What is Fibromyalgia and Why Does it Matter?
Fibromyalgia is a condition that involves pain in the muscles and skeleton and can be accompanied by fatigue, memory complications and mood issues. People that have researched fibromyalgia have found that it amplifies painful sensations that affect the way your brain and your spinal-cord process both painful and non-painful signals. The symptoms of fibromyalgia are often felt after an event. These events could be surgical, or complications with a surgery, or the results of a physical trauma and psychological stress.
However, this is not the case with all people diagnosed with the condition. Sometimes, symptoms of Fibromyalgia gradually build up over time, without a single triggering event. It has also been found that women are more likely to develop fibromyalgia than men. Much like in the case of brain injury claims in the UK, it is possible to claim compensation for fibromyalgia if a sufferer meets the necessary criteria and finds an appropriate solicitor to assist.
Why Does It Happen?
Researchers believe that repeated nerve stimulation can cause the brain and the spinal cord of fibromyalgia patients to change in some way. This change can involve an abnormal increase in the levels of different chemicals that live in the brain. These are chemicals that signal pain. Additionally, the receptors in the brain seem as if they develop a memory of the pain and thus become sensitised to it. This leads to an overreaction of the pain.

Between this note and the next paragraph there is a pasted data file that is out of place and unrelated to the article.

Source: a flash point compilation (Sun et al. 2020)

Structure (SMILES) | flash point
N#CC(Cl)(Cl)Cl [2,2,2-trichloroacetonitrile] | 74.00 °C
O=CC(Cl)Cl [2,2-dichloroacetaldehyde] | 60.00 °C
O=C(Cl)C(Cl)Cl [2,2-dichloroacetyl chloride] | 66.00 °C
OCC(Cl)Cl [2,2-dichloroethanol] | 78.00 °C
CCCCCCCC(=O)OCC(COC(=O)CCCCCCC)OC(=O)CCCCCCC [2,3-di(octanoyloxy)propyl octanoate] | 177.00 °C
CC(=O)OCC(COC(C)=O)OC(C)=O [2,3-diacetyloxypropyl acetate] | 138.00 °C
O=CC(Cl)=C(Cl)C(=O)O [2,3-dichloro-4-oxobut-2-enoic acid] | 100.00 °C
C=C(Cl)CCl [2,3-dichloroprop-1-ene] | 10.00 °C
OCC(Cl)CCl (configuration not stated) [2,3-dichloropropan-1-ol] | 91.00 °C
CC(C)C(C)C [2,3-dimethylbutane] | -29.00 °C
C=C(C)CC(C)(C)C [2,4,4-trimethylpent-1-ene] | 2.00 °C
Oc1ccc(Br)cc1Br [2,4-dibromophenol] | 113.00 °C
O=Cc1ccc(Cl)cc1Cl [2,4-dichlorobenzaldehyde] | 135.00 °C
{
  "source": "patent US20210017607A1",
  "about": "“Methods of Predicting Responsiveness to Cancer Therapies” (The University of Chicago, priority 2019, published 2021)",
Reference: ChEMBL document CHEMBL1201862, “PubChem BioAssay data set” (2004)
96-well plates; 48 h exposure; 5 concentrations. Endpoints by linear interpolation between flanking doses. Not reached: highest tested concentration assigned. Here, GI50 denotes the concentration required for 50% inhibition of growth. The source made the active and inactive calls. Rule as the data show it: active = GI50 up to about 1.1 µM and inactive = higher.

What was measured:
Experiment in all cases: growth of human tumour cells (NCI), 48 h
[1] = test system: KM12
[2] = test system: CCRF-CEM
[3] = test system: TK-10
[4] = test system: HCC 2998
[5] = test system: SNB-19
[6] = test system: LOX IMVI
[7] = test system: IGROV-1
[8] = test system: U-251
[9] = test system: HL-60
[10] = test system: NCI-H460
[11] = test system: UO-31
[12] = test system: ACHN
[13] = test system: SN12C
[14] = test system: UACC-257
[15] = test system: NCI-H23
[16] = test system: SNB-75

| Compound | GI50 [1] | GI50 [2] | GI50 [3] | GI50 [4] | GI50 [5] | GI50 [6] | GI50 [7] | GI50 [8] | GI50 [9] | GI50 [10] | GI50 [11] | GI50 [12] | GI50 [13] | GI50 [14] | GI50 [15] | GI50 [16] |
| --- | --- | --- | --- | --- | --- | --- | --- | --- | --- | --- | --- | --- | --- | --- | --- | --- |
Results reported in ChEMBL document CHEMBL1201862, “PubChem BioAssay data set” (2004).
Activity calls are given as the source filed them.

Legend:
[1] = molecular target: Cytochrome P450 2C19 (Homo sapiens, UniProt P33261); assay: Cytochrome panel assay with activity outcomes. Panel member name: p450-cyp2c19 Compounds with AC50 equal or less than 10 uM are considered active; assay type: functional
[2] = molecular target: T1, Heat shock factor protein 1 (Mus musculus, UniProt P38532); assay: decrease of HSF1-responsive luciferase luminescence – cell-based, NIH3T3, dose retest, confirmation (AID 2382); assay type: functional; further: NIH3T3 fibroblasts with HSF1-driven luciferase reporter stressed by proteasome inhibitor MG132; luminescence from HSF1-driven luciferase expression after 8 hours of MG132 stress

People suffering with fibromyalgia could’ve had the condition brought on due to an already prevalent psychological situation. This means that someone that is diagnosed with fibromyalgia might already be dealing with things like anxiety and depression, which only get exacerbated by the symptoms of fibromyalgia. To balance a work and social life whilst living with this condition provides a great challenge to people.
Symptoms of Fibromyalgia
There are several symptoms of fibromyalgia. Some of them are more prevalent than others though.
The most common symptoms are:
- Widespread Pain – The pain associated with fibromyalgia is often described as a dull ache that is constantly present and has lasted for at least three months. The pain and sensations must affect both sides of your body and above and below your waist
- Fatigue – People with fibromyalgia often wake up feeling incredibly tired, despite reporting that they had deep sleep for extended periods of time. Sleep is often disrupted by the pain they feel, and lots of patients with fibromyalgia also report having other sleep disorders as well, such as restless legs syndrome and sleep apnoea
- Cognitive Difficulties –This particular symptom is commonly referred to as “fibro fog.” Fibro fog impairs the person’s ability to focus, pay attention and concentrate on mental tasks. This can make working a particular challenge, not least when it’s paired with the horrible fatigue and muscle aches
Fibromyalgia though can present itself with other conditions, such as:
- Irritable bowel syndrome
- Chronic fatigue syndrome
- Interstitial cystitis or painful bladder syndrome
- Temporomandibular joint disorders
- Migraine and other types of headaches
- Postural tachycardia syndrome
Is There a Cure?
Unfortunately, there is no known cure for fibromyalgia yet. However, a variety of medications can help to control the symptoms. Someone with fibromyalgia might find some respite by doing exercise (as intense or as light as the person can handle), relaxing the muscles where they can and by doing stress reducing activities to help the brain unwind. Fibromyalgia can be a frustrating thing to live with and ensuring a good work-life balance can really help improve the morale and emotional well-being of patients with the condition.